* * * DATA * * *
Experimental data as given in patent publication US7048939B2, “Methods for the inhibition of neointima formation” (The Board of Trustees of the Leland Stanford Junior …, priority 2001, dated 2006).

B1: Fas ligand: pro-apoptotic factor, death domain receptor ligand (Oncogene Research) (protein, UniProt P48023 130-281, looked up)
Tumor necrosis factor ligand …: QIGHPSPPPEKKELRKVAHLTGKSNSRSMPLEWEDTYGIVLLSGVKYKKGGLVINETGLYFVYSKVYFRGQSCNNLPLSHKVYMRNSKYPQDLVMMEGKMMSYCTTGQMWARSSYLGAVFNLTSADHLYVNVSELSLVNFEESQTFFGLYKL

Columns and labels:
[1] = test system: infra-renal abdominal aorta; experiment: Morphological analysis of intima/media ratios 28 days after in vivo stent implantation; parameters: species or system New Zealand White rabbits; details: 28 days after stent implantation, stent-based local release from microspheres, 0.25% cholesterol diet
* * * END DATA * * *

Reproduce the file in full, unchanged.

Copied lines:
Experimental data as given in patent publication US7048939B2, “Methods for the inhibition of neointima formation” (The Board of Trustees of the Leland Stanford Junior …, priority 2001, dated 2006).

B1: Fas ligand: pro-apoptotic factor, death domain receptor ligand (Oncogene Research) (protein, UniProt P48023 130-281, looked up)
Tumor necrosis factor ligand …: QIGHPSPPPEKKELRKVAHLTGKSNSRSMPLEWEDTYGIVLLSGVKYKKGGLVINETGLYFVYSKVYFRGQSCNNLPLSHKVYMRNSKYPQDLVMMEGKMMSYCTTGQMWARSSYLGAVFNLTSADHLYVNVSELSLVNFEESQTFFGLYKL

Columns and labels:
[1] = test system: infra-renal abdominal aorta; experiment: Morphological analysis of intima/media ratios 28 days after in vivo stent implantation; parameters: species or system New Zealand White rabbits; details: 28 days after stent implantation, stent-based local release from microspheres, 0.25% cholesterol diet